What's this abutment for?

Adi

Adi

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#1
When do we need to use this abutment?
The hexagon area is not hexed , it's cylindrical.


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Adi

Adi

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#3
Why not use hexed abutments ? Or non hexed?

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2thm8kr

2thm8kr

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#4
Isn't that a non-hexed abutment?
Hexed abutments are not used on screw retained bridge work.
For one, you would never get the bridge to seat. Getting implants placed with perfect
path of draw would be a miracle. With or without a guide.
 
Adi

Adi

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#5
Isn't that a non-hexed abutment?
Hexed abutments are not used on screw retained bridge work.
For one, you would never get the bridge to seat. Getting implants placed with perfect
path of draw would be a miracle. With or without a guide.
I thought a non-hexed is the one with no hex at all ( only a ring )!!

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JMN

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#7
When do we need to use this abutment?
The hexagon area is not hexed , it's cylindrical.


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It is a non-engaging abutment as there is no anti-rotational component to the seating area.

It looks like a plastic of some type, so they probably made it have the circular ring that protrudes into the implant to provide some more strength to keep from splitting/breaking the interface area it if the screw is over-torqued.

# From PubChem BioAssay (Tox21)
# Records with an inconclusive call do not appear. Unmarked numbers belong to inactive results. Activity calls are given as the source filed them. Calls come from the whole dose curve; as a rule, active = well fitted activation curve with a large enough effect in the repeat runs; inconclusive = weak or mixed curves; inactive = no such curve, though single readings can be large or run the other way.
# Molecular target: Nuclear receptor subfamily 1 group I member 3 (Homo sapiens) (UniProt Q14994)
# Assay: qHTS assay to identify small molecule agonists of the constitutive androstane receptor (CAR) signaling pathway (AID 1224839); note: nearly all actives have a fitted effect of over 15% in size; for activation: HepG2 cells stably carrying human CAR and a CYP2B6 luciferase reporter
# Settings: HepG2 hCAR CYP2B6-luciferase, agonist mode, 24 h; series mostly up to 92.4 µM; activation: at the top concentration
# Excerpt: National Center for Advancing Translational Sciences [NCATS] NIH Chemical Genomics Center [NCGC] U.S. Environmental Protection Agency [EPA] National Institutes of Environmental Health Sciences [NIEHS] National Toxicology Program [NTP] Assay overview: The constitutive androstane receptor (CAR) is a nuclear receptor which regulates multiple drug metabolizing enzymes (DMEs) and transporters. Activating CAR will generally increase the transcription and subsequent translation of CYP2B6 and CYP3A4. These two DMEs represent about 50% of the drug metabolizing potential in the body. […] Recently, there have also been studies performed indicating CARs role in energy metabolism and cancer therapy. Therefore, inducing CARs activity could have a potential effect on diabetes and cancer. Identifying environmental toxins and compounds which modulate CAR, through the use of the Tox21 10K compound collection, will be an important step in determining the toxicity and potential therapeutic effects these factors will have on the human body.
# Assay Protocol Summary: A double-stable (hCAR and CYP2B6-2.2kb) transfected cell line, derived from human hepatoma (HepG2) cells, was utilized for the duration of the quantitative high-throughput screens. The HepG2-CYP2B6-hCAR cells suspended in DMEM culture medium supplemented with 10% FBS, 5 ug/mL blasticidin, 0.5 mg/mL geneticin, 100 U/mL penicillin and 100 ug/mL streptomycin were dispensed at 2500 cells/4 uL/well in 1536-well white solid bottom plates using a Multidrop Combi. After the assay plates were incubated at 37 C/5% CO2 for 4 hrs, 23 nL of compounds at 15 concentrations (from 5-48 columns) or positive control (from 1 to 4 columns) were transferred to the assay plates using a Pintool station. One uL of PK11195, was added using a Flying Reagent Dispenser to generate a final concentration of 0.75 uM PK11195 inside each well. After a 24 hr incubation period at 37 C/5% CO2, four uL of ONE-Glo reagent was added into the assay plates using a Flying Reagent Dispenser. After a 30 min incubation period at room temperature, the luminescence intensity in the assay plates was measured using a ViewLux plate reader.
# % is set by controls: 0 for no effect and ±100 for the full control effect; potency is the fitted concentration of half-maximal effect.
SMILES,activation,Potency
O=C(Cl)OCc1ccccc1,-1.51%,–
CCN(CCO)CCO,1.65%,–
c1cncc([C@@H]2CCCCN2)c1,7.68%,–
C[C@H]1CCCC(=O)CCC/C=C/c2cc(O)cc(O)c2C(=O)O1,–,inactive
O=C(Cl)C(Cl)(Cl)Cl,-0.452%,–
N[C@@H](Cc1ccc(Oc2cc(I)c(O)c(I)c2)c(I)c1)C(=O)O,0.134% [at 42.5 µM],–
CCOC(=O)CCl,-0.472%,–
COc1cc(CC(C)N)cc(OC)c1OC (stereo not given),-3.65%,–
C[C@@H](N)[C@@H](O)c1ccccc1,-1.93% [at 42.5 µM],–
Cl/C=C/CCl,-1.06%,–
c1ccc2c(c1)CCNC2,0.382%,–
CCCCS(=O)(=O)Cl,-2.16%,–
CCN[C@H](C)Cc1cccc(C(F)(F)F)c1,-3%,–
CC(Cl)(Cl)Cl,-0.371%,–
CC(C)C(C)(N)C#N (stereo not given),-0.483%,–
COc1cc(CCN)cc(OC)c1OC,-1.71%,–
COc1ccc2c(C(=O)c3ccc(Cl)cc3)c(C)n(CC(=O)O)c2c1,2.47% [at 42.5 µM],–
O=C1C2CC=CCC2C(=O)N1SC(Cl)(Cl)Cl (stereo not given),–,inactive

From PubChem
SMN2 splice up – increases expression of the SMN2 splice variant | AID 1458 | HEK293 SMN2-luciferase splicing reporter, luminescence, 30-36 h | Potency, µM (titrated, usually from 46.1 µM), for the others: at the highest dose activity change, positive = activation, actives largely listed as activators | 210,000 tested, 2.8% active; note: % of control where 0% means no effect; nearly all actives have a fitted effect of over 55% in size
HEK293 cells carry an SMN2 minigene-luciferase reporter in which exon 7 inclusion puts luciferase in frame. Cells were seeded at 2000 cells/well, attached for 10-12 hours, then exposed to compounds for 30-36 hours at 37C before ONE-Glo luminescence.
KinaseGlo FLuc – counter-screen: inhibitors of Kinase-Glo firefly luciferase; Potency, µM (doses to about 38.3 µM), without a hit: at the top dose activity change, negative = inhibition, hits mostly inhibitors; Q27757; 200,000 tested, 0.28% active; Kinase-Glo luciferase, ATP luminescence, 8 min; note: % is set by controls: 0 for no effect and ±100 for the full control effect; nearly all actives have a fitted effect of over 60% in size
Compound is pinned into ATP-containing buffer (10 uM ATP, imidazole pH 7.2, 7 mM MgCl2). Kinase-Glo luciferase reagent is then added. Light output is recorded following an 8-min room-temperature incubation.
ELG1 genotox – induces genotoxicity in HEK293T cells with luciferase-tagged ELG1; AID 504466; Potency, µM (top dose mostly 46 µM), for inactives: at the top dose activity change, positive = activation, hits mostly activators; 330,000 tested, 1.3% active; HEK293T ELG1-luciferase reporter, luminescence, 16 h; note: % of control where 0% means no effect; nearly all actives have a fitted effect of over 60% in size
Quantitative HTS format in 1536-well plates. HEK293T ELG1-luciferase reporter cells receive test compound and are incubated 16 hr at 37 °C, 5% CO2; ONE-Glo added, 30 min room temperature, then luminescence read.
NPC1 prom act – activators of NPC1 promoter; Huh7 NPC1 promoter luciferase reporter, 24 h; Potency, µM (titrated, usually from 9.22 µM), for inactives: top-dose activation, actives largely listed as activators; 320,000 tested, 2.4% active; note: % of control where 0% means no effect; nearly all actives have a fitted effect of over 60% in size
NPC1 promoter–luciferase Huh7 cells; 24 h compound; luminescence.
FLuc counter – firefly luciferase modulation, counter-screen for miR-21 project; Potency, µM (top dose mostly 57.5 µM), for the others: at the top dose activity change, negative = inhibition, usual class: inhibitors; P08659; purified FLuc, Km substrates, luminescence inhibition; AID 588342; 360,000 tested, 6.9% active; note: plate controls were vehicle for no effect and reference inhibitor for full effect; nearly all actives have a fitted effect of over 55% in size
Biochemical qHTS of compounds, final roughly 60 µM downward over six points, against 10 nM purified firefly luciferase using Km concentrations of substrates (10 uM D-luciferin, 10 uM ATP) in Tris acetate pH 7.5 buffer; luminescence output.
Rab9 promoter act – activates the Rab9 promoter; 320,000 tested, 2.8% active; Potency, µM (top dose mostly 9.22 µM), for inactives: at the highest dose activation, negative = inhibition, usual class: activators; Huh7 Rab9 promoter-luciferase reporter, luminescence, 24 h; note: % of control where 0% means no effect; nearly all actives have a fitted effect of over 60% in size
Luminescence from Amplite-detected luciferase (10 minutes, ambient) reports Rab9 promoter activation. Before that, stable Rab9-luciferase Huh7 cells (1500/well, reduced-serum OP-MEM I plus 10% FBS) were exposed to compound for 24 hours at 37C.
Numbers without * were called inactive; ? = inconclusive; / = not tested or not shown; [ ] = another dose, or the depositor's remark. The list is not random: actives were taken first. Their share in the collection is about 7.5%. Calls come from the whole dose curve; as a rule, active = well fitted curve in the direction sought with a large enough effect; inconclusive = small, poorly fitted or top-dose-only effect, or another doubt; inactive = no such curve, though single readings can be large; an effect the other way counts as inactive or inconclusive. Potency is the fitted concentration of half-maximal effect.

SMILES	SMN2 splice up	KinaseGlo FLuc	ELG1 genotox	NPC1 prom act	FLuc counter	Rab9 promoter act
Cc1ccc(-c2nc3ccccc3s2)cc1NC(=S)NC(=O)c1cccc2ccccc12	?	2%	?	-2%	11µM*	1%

What system is this from? Not one I'm familiar with.
 
G

grantoz

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#8
the ring just helps it locate at the time placement it does nothing else if it was to provide anti rotation or any kind of lateral movement the bridge would not seat as it would have to touch the sides of the implant closely which is impossible unless the implants are perfectly parallel .as it stands if you have a big difference in the angles for that implant system you still may need to trim the casting a.bit on the cylinder. i would do that before investing as you wouldnt get a passive path of insertion on extreme angles. i have had the same conversation with a couple of clients they just dont seem to get it.one has informed me that both bio horizons and biomet 3i are wrong in their design as i have used original parts from both companies which dont engage the inside of the implant.
 
Adi

Adi

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#9
It is a non-engaging abutment as there is no anti-rotational component to the seating area.

It looks like a plastic of some type, so they probably made it have the circular ring that protrudes into the implant to provide some more strength to keep from splitting/breaking the interface area it if the screw is over-torqued.